Preliminary Data from Joslin Study Shows Gastric Bypass More Effective Than Lifestyle Modification for People with Type 2 Diabetes
Findings may inform therapeutic decisions for weight loss strategies in obese patients with Type 2 diabetes
BOSTON – June 23, 2013 – In a paper presented today at the 73rd Scientific Sessions of the American Diabetes Association in Chicago, Joslin researchers report preliminary data suggesting Roux-en-Y gastric bypass surgery provides greater improvements in blood sugars and weight lost than intensive lifestyle modification at one year for people with type 2 diabetes.
Allison Goldfine, M.D.., is head of the Section on Clinical, Behavioral & Outcomes Research and an Associate Professor of Medicine at Harvard Medical School.
The data reported findings from the one-year outcomes of the SLIMM-T2D trial, in which overweight patients with type 2 diabetes are randomized to two separate types of intervention to achieve weight loss and diabetes management, either Roux-en-Y gastric bypass surgery or intensive lifestyle modification (Joslin’s Why WAIT program).
“The gastric bypass did better at one year,” said Allison Goldfine, M.D., “with reduced cardiovascular risk factors, improving their blood sugars, and reductions or eliminations of the medications they used for diabetes, blood pressure, and cholesterol management.”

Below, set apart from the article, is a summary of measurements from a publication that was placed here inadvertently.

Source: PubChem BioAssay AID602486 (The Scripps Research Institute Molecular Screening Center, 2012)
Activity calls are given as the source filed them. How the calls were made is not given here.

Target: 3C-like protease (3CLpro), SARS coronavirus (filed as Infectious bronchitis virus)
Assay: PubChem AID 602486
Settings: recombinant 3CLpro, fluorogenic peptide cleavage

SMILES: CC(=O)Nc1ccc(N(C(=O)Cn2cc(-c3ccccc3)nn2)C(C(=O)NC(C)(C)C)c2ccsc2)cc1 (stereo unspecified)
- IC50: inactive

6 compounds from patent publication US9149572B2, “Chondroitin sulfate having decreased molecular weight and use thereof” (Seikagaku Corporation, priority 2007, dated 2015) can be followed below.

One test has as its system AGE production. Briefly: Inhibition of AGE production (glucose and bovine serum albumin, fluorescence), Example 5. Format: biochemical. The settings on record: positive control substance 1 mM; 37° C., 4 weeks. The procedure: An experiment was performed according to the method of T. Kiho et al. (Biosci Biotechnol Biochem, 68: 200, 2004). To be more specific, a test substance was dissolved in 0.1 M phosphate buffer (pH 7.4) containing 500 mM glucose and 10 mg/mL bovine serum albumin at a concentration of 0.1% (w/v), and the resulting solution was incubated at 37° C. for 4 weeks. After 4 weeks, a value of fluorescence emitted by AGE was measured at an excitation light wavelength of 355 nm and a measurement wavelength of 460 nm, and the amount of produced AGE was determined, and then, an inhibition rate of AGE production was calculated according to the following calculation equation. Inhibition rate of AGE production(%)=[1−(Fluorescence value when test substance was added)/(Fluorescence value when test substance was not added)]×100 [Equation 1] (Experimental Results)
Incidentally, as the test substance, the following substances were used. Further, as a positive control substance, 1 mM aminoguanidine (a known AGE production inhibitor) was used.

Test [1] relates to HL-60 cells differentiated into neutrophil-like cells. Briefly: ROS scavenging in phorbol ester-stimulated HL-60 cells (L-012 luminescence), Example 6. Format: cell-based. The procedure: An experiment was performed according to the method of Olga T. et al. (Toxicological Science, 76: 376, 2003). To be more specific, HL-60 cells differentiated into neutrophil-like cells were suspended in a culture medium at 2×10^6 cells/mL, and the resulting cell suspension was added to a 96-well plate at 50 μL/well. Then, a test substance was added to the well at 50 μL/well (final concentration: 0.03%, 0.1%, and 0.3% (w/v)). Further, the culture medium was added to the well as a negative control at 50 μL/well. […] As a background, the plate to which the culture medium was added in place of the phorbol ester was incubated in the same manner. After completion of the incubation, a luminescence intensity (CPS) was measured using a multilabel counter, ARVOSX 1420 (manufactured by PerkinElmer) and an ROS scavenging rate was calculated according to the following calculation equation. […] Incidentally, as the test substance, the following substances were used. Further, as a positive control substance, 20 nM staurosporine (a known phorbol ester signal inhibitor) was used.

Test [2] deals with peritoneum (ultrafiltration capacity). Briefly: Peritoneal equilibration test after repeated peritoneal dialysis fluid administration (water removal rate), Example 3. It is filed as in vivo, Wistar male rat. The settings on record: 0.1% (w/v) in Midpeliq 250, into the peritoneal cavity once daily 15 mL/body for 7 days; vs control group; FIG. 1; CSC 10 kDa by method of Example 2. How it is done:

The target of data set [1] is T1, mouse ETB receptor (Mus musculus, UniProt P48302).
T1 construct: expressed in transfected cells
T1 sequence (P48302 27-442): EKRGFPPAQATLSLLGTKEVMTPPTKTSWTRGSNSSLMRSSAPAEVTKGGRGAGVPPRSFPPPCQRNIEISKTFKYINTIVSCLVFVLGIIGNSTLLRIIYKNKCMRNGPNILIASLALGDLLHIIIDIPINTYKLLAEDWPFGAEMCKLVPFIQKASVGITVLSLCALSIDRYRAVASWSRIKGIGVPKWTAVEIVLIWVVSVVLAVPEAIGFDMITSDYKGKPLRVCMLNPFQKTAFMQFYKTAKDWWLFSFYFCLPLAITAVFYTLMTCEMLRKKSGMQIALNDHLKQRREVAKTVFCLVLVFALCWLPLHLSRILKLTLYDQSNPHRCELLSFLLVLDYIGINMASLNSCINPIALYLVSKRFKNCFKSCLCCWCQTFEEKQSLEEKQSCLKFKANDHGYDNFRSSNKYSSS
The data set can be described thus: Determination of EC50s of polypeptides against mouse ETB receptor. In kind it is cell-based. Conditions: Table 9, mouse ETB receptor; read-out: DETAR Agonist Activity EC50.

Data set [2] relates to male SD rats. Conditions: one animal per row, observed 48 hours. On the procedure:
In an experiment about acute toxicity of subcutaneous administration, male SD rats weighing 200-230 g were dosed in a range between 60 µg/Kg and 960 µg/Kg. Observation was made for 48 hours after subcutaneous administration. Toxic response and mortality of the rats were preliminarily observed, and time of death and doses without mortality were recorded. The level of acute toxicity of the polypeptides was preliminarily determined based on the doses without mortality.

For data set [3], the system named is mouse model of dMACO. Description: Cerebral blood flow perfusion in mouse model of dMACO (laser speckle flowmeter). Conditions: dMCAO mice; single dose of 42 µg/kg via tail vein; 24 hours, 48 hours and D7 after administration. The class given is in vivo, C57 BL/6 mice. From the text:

Both groups had clinically important weight loss and improved glucose levels at 3 months, but patients who had undergone bypass surgery, however, showed greater improvements in weight loss, blood glucose levels, and cardiovascular risk facts than those in lifestyle modification at one year.
Aside from medical outcomes, patients from both intervention groups reported similar increased satisfaction with themselves and their health.
“On most of the scales that measure social and physical functioning, people felt as well after participation in the Why WAIT program as they did following the surgical intervention,” said Dr. Goldfine. “So it’s very interesting how much weight loss is enough to feel better and empowered, or what the knowledge and education from the Why WAIT imparts on a patient’s quality of life.”
The main objective of the SLIMM-T2D trial was to determine the feasibility of randomizing patients into either lifestyle medication or bariatric surgery. The hope is to use these methods in a larger, multi-site trial to further understand the effects of bariatric surgery versus lifestyle modification on type 2 diabetes treatment and management.
SLIMM-T2D will continue to follow participants for at least three years to assess how each method fares in the long-term, and enrollment in a study to compare the laparoscopic adjustable gastric band to Why WAIT is ongoing.